Now that your kit is assembled, You’ll need to learn how to actually sew. Instead of reinventing the wheel, I searched on YouTube and watched a bunch of videos trying to find one that is the easiest. I really thought that this video from Nifty teaches 4 simple ways to mend most things.

Recently I had to fix a pair of jeans that had a worn out pocket. The back pocket had worn thin because of  where my husband keeps his leather wallet.

I picked up a package of Denim Iron on patches at Joann’s- I used a 50% off coupon, so they were only $2.14 with tax! And I still have half a package left, so I can repair another pair of jeans too!

I set up the ironing board and iron and set to work.

 

IMG_16461-Find the hole, and make sure that the patch(es) are cut to the right size. You want to cover the hole completely, and the surrounding area, so the patch has some stable fabric to fuse to.

 

 

 

 

 

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The shiny stuff on the back side is the fusible adhesive.

I like the iron on patches- they have fusible adhesive attached to the back, which is basically a heat activated fabric glue that bonds the patch to the garment.

Once fused to the garment, it takes a lot of get the patch(es) off. For this project, I used two patches: one on the interior of the garment, and one on the exterior. Basically making a hole sandwich.

2- Place the patch(es) over the hole/rip, and fuse into place with the steam iron.

IMG_16513-Once the clothing/patch has cooled, you can stitch around the edge to make it extra secure, however, in this case I did not. I would do that for the knees of kiddo pants or other high wear areas.

Overall, this is a very simple project that anyone can do.

Our culture tends to discard garments as soon as they are not longer shiny or new. If you take care and mend clothing and other household goods, they will last longer and you will not have to spend money constantly replacing clothes and household items.

I spend about an hour a month mending clothing. I do it while watching TV at night. It is worth the time to fix a pair of pants for $2.14 instead of spending $30 to buy a new pair of jeans.

Talk Back: Can you do a few simple stitches to maintain your clothing? How do you take care to keep your clothes looking great?

Disclosure: Some of the links contained within this post are affiliate links. Meaning, if you click on the links above and make a purchase, I may be compensated with a small commission. for more information, check out my disclosure page.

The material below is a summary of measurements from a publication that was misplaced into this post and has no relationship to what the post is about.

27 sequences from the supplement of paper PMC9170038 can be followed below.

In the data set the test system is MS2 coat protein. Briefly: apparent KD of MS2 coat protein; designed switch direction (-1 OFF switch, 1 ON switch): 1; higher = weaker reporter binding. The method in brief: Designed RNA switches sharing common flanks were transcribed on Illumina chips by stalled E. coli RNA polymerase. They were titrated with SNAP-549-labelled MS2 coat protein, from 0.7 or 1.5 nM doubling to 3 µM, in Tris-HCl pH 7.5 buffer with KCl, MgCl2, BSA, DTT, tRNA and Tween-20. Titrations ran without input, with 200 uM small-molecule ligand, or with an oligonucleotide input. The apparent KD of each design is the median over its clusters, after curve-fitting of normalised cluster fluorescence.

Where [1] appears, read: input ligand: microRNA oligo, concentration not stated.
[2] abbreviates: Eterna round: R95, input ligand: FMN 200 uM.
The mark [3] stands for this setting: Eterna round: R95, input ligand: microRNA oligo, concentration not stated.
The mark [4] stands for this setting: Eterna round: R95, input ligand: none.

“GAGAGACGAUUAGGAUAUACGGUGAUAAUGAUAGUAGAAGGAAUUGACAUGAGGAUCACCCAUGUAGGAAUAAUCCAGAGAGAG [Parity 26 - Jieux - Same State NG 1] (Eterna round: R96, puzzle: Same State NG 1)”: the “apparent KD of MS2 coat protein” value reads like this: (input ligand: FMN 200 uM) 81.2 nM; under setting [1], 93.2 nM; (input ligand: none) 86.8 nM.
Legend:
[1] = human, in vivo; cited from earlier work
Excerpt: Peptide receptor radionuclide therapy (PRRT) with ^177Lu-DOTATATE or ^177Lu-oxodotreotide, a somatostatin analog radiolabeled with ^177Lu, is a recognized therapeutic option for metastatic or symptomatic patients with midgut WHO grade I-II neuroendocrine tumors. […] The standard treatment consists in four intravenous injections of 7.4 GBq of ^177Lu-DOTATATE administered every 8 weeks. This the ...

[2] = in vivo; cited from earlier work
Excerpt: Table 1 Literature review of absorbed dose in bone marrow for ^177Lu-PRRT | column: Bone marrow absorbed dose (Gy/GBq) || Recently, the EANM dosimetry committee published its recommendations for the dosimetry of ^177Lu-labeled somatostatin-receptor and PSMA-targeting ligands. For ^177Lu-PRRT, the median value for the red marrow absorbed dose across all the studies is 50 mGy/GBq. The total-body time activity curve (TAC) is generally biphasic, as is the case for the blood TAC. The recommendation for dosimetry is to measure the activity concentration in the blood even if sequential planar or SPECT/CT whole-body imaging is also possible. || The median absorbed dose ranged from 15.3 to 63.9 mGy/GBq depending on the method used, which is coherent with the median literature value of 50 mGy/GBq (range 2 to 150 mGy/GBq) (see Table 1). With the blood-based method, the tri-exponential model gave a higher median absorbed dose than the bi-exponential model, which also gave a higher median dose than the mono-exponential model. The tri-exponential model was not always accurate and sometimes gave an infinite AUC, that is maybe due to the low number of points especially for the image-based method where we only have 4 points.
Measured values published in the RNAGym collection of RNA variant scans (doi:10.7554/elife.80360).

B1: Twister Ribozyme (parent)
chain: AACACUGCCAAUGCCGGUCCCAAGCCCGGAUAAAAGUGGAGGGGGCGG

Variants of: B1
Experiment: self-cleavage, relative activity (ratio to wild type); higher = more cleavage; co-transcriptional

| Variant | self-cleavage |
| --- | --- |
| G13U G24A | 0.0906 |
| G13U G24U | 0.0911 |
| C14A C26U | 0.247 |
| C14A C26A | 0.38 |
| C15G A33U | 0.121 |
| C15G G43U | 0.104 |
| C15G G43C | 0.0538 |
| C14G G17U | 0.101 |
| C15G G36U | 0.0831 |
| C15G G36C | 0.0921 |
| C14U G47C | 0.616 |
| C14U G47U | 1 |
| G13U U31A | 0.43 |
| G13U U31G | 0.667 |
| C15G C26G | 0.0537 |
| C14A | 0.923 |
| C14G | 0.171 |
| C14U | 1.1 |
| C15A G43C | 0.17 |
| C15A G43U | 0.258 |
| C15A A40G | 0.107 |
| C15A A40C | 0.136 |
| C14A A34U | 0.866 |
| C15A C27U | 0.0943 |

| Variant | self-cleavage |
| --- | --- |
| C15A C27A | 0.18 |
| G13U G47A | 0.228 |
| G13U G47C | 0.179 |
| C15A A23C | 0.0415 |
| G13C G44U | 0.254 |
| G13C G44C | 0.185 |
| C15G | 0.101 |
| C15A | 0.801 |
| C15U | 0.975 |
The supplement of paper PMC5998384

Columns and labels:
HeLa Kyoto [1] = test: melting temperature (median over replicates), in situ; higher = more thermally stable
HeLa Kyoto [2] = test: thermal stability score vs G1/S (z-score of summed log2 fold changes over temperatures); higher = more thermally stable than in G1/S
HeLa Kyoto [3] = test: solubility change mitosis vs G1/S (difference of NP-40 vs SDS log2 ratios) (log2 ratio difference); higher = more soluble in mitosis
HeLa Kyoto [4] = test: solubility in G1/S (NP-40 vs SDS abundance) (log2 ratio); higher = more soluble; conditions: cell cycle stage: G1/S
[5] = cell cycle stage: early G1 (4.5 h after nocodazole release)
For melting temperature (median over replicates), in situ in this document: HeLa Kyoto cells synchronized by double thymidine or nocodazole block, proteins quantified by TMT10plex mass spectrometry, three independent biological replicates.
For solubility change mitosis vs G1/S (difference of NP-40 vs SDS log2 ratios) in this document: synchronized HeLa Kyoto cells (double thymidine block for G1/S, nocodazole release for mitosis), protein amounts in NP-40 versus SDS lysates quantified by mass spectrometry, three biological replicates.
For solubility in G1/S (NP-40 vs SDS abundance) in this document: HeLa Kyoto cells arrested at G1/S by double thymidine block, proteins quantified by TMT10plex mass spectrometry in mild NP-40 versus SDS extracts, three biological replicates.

Simple Sewing Project- Pillow Cases!

I love making Pillow Cases- They are quick, simple projects that you can make for a very small amount of money, and they really can tie together a room.

I tend to buy plain colored sheets for the kid’s beds. Then I make pillow cases with colors or characters they like. In the past I’ve made Batman pillow cases and Thomas the Tank Engine pillow cases for Henry, and floral print and eyelet lace trim for Margaret. Most of our blankets are either down comforters in plain colored duvets or handmade quits.

I found a bunch of 1 yard pieces of fabric this morning, so I decided that today for art for 100 days of art, I was going to make a pillow case or two. I’m doing 100 days of art and chronicling it on Instagram. I’ve done some pretty cool projects so far!

You only need a yard of 45 inch wide 100% cotton fabric, matching thread and about a half hour of time. Oh, and a sewing machine. If you are looking for a good, basic sewing machine, I like this one-  It’s similar to the one I use.

Pre-wash your fabric in hot water and dry on high. This gets all the sizing out of the fabric. There will be no further shrinkage.

IMG_8710Lay fabric out, right side facing up.

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Fold fabric in half so selvedges (the finished edges)are together.

IMG_8711.jpgUsing a straight stitch on your sewing machine and a 5/8 inch seam allowance around one skinny end, turn the corner and sew up the side with the selvedge. IMG_8713

My sewing machine has measured out and notated hash marks on the throat plate (that’s the silver part in this photo).

I use a 5/8 inch seam allowance. It’s what most commercial patterns use as well.

 

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Trim off any stray strings. Set your machine to zigzag stitch, and stitch over the free edge of the fabric. I recommend using matching thread, I used a contrasting thread, so you could see my stitches.

 

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Fold the open edge over twice, pin or press down. Stitch down the folded edge. Take care to open the pillow case and slip the arm (the part of the machine with the bobbin in it) into the pillow case so you don’t end up sewing your pillow case together.

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Clip off any stray threads, and turn the pillow case right side out. Pop your pillow inside the case and you are all set!

This is a great 1st sewing project for kids and adults. You can make your pillowcase a little fancy by adding lace or ribbon around the hem of the open side.

I’d love to see what kind of pillow cases you make!